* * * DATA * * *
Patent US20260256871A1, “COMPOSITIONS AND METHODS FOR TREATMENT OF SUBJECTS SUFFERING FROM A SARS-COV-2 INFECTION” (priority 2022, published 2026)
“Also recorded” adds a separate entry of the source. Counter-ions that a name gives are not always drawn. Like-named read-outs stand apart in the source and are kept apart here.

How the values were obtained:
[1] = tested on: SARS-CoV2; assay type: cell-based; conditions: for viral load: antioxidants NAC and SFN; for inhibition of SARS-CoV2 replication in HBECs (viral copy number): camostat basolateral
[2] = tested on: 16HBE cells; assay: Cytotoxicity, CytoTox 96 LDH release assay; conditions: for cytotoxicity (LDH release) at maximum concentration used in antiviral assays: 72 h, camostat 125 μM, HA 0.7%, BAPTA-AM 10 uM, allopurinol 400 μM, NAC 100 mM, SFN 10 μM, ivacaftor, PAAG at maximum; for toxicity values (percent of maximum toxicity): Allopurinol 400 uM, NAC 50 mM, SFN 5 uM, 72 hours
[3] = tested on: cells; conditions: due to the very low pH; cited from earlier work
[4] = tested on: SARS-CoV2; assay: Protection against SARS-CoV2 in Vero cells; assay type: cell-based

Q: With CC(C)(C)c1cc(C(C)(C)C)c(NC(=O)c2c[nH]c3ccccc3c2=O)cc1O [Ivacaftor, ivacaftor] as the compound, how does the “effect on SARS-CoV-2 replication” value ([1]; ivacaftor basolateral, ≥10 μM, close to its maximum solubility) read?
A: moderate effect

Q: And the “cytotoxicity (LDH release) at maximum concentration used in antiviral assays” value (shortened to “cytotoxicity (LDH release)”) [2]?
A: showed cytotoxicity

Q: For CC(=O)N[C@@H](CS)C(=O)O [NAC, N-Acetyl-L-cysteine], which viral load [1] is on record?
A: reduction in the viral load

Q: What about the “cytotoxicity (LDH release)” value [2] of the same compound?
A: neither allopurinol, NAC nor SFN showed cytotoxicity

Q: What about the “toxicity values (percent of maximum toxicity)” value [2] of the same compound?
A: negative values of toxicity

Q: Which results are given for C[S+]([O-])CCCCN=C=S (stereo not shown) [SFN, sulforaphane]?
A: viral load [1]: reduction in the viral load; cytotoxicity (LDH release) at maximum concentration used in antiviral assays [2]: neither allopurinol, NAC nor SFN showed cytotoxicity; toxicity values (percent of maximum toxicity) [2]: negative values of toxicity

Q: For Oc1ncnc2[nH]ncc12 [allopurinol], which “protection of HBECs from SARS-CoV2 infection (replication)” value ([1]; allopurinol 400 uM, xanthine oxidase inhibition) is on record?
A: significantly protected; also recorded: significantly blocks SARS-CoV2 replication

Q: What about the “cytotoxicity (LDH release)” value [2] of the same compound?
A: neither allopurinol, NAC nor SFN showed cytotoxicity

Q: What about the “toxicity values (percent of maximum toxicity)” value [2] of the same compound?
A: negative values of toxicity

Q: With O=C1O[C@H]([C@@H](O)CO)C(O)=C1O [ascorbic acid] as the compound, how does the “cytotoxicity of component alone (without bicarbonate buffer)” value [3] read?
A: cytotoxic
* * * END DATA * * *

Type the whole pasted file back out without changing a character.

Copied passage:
Patent US20260256871A1, “COMPOSITIONS AND METHODS FOR TREATMENT OF SUBJECTS SUFFERING FROM A SARS-COV-2 INFECTION” (priority 2022, published 2026)
“Also recorded” adds a separate entry of the source. Counter-ions that a name gives are not always drawn. Like-named read-outs stand apart in the source and are kept apart here.

How the values were obtained:
[1] = tested on: SARS-CoV2; assay type: cell-based; conditions: for viral load: antioxidants NAC and SFN; for inhibition of SARS-CoV2 replication in HBECs (viral copy number): camostat basolateral
[2] = tested on: 16HBE cells; assay: Cytotoxicity, CytoTox 96 LDH release assay; conditions: for cytotoxicity (LDH release) at maximum concentration used in antiviral assays: 72 h, camostat 125 μM, HA 0.7%, BAPTA-AM 10 uM, allopurinol 400 μM, NAC 100 mM, SFN 10 μM, ivacaftor, PAAG at maximum; for toxicity values (percent of maximum toxicity): Allopurinol 400 uM, NAC 50 mM, SFN 5 uM, 72 hours
[3] = tested on: cells; conditions: due to the very low pH; cited from earlier work
[4] = tested on: SARS-CoV2; assay: Protection against SARS-CoV2 in Vero cells; assay type: cell-based

Q: With CC(C)(C)c1cc(C(C)(C)C)c(NC(=O)c2c[nH]c3ccccc3c2=O)cc1O [Ivacaftor, ivacaftor] as the compound, how does the “effect on SARS-CoV-2 replication” value ([1]; ivacaftor basolateral, ≥10 μM, close to its maximum solubility) read?
A: moderate effect

Q: And the “cytotoxicity (LDH release) at maximum concentration used in antiviral assays” value (shortened to “cytotoxicity (LDH release)”) [2]?
A: showed cytotoxicity

Q: For CC(=O)N[C@@H](CS)C(=O)O [NAC, N-Acetyl-L-cysteine], which viral load [1] is on record?
A: reduction in the viral load

Q: What about the “cytotoxicity (LDH release)” value [2] of the same compound?
A: neither allopurinol, NAC nor SFN showed cytotoxicity

Q: What about the “toxicity values (percent of maximum toxicity)” value [2] of the same compound?
A: negative values of toxicity

Q: Which results are given for C[S+]([O-])CCCCN=C=S (stereo not shown) [SFN, sulforaphane]?
A: viral load [1]: reduction in the viral load; cytotoxicity (LDH release) at maximum concentration used in antiviral assays [2]: neither allopurinol, NAC nor SFN showed cytotoxicity; toxicity values (percent of maximum toxicity) [2]: negative values of toxicity

Q: For Oc1ncnc2[nH]ncc12 [allopurinol], which “protection of HBECs from SARS-CoV2 infection (replication)” value ([1]; allopurinol 400 uM, xanthine oxidase inhibition) is on record?
A: significantly protected; also recorded: significantly blocks SARS-CoV2 replication

Q: What about the “cytotoxicity (LDH release)” value [2] of the same compound?
A: neither allopurinol, NAC nor SFN showed cytotoxicity

Q: What about the “toxicity values (percent of maximum toxicity)” value [2] of the same compound?
A: negative values of toxicity

Q: With O=C1O[C@H]([C@@H](O)CO)C(O)=C1O [ascorbic acid] as the compound, how does the “cytotoxicity of component alone (without bicarbonate buffer)” value [3] read?
A: cytotoxic